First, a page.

Easley Rutland Blackwood (June 25, 1903 – March 27, 1992) was an American contract bridge player and writer, best known for the Blackwood convention used in bridge bidding.

Blackwood was born in Birmingham, Alabama, but lived most of his life in Indianapolis, Indiana. From 1968 to 1971 he was executive secretary of the American Contract Bridge League (ACBL). He was inducted into the ACBL Hall of Fame in 1995. His son is Easley Blackwood Jr., a noted musician.

This is the first article from a series of articles with valuable teachings; that he published in some of the innumerable columns of bridge he wrote in the most important newspapers of his time. Stay tuned for more.

Ellensburg Daily Record – 10 Ene 1956

When you have some kind of a finesse to take to make your contract, put off the finesse until the last possible moment. In the meantime, try to get an accurate count on the opponents’ hands. In a surprisingly large number of cases this practice will guide you into the only winning line of play.

2Heart Suit strong

In today’s deal Mr. Champion opened the jack of spades against the heart slam. Miss Brash won with the ace and took three rounds of trumps, noting that Mr. Champion discarded the deuce and four of diamonds on the last two rounds.

Now the lazy and careless way to play the hand from this point would be to lead the six of diamonds to dummy’s ace with the intention of returning a diamond and finessing. If the diamonds finesse lost, the defenders would cash a spade for a one trick set. That would just be bad luck.

Bad Play

Actually, it would be more than bad luck. It would also be very bad play. There was no reason at all to take a diamond finesse toward Mr. Champion as early as the sixth trick. Miss Brash was not satisfied to play it that way and determination to get as good a count as possible on every hand explains why she bring home a lot of her super-optimistic contracts. There didn’t appear to be any play other than the diamond f-nesse, but there was no harm in looking for one.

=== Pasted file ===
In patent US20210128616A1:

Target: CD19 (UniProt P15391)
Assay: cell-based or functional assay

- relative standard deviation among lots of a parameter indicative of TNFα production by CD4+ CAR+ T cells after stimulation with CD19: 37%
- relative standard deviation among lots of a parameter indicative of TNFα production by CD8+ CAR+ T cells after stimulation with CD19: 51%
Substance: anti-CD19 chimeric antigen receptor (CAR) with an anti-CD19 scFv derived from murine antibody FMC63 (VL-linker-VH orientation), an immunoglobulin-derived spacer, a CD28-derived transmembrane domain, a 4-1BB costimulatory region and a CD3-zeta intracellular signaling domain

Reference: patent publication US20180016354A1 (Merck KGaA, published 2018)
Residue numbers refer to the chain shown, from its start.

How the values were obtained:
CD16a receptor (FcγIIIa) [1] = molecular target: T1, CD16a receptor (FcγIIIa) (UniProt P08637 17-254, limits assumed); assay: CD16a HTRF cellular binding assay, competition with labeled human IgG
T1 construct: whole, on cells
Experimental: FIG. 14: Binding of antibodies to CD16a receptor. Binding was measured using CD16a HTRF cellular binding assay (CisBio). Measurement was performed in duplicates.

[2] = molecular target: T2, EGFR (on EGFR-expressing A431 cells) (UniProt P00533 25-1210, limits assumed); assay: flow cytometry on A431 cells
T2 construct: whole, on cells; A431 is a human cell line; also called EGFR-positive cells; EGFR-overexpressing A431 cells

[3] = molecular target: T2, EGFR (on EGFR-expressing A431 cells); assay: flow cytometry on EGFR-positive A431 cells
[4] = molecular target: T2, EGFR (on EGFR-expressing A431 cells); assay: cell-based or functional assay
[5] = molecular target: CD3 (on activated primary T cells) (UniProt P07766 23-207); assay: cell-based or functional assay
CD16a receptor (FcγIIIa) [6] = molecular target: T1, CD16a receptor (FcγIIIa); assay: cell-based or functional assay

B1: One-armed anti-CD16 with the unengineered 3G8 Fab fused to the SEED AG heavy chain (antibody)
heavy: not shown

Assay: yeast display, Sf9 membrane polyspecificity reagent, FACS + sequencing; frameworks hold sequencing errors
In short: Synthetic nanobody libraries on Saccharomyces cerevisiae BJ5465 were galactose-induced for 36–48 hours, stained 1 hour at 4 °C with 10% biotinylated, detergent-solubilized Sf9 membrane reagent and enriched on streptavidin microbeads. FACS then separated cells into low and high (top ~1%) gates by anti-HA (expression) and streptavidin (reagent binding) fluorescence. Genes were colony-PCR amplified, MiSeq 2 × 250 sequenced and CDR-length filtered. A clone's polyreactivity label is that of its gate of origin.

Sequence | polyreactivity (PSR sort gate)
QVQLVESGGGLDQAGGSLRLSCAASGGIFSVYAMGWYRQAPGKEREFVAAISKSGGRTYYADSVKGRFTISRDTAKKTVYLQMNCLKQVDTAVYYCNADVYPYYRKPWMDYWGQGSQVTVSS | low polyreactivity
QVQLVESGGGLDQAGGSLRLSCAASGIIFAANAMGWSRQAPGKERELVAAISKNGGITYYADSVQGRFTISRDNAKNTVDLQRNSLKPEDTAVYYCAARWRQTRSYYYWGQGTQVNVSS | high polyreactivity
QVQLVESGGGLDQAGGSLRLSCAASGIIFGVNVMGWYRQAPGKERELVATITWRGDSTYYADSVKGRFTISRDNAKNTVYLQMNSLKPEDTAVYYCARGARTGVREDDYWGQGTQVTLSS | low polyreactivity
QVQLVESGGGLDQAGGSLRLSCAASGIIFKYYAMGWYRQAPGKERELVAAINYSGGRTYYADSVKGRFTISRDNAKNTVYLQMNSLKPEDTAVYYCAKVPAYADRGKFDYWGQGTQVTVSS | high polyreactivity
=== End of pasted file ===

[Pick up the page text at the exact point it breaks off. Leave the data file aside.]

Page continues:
So she cashed three clubs noting that the suit broke 4-3. Now she led a spade and Mr. Abel won with the queen.

Best Return

With nothing but spades and the 10 of diamonds, Mr. Abel made his best return, the king of spades. Miss Brash ruffed and when Mr. Champion failed to follow suit, discarding 10 of clubs, the opposing distribution was crystal-clear. Mr. Abel had started with six spades and he had shown exactly three clubs and three hearts, he could have only one diamond and if that one diamond were the queen or the 10, the contract was home.

Miss Brash therefore knew that her only hope was the “unnatural” play of the king of diamonds first. When the 10 dropped on her right, she led the six and took the marked finesse of dummy’s nine.